Looking even further into the future, several media outlets announced last week that the American Theater Company would be mounting "Little Shop Of Horrors" more than a year from now, in May and June of 2015. It would star Tyler Ravelson, currently preparing the role of J. Pierrepont Finch in Porchlight Music Theatre's "How To Suceed In Business Without Really Trying," which is itself opening April 26, 2014 at Stage 773. As for ATC, the company is currently preparing a reworked version of "Hair," in conjunction with co-author and original co-star James Rado (performances begin April 25, and run through June 29). Sky Seals is Berger and Zach Kenney is Claude, with a cast directed by PJ Paparelli that also includes Aaron Holland, Christian Libonati, Liz Bollar, Travis Portia and more. Now, see what I did there? By mentioning ATC's 2015 "Little Shop," I got in two other shows opening the weekend after Easter! Streamlining, folks....



A little production of "The Sound Of Music" also opens around the end of this month, as we've discussed before, running April 25-May 25 at Lyric Opera Of Chicago, starring Jenn Gambatese, Billy Zane and Christine Brewer. But, across the Loop, the powers that be at Broadway In Chicago will be endeavoring to make you forget about that and all of these locally grown, late-April shows, as the national tour of the hit Broadway musical "Motown" (aka, "Motown: The Musical") takes its first company bow anywhere on Tuesday, April 22nd! It's for a run to last through July 13 at the Oriental Theatre. Clifton Oliver and Allison Semmes will star as Berry Gordy and Diana Ross in a show which, despite lukewarm critical reception, was a hit with Broadway audiences when it opened last season (it's still running there). Featuring a script by Gordy (it's also co-produced by him), the show includes more than fifty hit songs from the Motown Records catalog of legendary song hits, telling the story of how they were made and more. It's not even opening in Motown, folks. It's opening here. Detroit gets a four week run in the fall. Get your tickets now.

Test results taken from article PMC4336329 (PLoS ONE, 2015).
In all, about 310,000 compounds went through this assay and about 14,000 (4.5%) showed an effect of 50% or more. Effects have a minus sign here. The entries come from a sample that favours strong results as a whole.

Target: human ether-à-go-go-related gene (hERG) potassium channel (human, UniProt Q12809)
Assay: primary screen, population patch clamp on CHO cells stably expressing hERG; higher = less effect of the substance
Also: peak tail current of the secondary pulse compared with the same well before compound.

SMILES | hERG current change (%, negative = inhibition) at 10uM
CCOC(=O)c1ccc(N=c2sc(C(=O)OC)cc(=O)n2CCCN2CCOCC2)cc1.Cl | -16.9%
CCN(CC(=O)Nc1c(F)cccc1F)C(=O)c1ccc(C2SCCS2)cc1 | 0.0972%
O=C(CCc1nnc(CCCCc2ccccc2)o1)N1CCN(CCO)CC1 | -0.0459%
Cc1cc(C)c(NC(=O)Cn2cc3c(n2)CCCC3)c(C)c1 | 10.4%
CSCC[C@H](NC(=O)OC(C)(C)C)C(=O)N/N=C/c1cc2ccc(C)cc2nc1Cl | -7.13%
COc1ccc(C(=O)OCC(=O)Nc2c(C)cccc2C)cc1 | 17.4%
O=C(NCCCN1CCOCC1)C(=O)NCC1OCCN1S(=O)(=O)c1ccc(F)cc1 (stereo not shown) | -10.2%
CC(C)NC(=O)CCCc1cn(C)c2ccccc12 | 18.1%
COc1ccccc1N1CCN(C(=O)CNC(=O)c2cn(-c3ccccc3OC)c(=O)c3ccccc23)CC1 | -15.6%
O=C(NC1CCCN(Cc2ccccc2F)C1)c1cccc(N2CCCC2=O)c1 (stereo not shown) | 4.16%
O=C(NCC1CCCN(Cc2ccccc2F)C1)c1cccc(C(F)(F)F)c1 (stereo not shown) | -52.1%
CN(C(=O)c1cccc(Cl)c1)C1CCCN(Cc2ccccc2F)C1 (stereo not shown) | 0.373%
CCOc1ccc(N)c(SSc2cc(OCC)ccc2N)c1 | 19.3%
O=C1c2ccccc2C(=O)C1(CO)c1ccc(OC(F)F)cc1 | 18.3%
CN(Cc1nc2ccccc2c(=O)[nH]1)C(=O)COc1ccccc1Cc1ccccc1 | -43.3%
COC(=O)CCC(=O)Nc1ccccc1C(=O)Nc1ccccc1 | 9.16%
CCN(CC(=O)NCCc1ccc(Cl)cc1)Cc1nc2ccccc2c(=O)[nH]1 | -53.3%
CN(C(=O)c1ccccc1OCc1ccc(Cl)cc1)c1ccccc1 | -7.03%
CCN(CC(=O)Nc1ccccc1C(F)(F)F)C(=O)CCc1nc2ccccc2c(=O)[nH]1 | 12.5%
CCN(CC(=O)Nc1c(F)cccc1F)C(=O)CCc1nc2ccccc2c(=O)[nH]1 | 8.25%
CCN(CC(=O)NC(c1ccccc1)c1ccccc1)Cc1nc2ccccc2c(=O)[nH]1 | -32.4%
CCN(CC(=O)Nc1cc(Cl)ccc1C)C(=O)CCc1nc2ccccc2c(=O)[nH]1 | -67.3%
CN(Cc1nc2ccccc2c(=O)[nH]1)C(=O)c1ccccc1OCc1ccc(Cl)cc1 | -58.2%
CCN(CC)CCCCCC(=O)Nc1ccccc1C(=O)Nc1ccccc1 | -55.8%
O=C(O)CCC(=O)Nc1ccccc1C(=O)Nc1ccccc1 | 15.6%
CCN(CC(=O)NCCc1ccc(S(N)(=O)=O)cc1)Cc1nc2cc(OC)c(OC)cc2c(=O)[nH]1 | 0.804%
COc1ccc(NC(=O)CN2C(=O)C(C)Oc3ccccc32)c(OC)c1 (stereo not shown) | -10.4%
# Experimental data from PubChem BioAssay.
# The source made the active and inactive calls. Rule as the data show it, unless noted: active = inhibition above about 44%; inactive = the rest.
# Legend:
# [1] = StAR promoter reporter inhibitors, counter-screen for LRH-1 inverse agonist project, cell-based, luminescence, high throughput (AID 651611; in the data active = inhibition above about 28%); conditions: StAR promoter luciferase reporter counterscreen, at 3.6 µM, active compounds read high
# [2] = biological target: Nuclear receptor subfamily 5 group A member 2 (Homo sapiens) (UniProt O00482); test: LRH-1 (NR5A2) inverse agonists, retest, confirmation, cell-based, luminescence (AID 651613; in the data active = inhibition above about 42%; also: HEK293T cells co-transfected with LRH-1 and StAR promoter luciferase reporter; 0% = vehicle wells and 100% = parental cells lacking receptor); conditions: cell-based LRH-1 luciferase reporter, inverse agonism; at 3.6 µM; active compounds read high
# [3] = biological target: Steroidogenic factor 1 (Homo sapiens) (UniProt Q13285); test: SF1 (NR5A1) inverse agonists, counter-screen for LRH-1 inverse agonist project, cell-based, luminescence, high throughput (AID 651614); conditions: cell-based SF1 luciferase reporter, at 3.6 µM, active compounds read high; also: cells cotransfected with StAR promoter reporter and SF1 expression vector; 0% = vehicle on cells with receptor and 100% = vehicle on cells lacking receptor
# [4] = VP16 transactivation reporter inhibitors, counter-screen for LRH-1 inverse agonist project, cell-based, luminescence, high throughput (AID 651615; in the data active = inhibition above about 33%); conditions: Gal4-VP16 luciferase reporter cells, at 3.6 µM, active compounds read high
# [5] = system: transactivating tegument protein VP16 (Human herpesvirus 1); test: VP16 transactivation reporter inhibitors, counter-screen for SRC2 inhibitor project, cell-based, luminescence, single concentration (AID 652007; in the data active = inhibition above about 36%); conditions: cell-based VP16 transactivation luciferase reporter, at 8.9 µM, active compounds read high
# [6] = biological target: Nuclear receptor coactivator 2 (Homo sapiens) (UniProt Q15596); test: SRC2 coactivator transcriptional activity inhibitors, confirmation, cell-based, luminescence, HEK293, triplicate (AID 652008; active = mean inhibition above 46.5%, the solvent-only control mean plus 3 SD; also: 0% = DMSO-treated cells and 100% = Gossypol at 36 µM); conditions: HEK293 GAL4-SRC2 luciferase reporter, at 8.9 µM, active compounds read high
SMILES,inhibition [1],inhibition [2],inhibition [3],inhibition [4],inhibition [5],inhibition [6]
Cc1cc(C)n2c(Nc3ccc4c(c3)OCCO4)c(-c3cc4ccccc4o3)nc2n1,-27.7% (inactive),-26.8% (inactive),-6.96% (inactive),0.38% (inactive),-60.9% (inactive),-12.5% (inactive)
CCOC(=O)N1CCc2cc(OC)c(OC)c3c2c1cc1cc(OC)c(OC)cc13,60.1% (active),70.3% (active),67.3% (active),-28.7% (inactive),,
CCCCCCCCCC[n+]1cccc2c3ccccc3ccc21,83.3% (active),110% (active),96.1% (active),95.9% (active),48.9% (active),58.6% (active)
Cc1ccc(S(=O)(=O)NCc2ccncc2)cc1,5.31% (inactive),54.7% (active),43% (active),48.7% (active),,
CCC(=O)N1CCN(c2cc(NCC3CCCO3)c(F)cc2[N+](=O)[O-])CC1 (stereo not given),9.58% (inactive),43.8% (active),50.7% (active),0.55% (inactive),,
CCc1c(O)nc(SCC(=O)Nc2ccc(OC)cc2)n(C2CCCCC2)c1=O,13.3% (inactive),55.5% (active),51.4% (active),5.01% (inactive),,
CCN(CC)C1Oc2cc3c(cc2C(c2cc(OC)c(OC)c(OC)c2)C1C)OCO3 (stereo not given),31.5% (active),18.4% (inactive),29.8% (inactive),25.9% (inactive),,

Broadway In Chicago will also be bringing us the national tour (prior to Broadway, methinks) of "Jesus Christ Superstar" writers Andrew Lloyd Webber and Tim Rice's 2011 London version of "The Wizard Of Oz" (by way of a Toronto staging that occurred in 2013). We will get Dorothy, the witches, the trio of helpful friends and Toto, expanded from their Harold Arlen-Herbert Stothart music, from April 30-May 11, at the Cadillac Palace Theatre. Will Dorothy breathe between "O" and "ver"? ("Too soon, Pink fans?) Will a stage version of this show ever please fans of the legendary 1939 MGM film? Will fans of "Wicked" please stop thinking that that now-legendary stage show came before "The Wizard Of Oz"? Will this stage version become the "accepted" stage adaptation, of the several that have been tried (RSC, eat your heart out)? Stay tuned, faithful readers.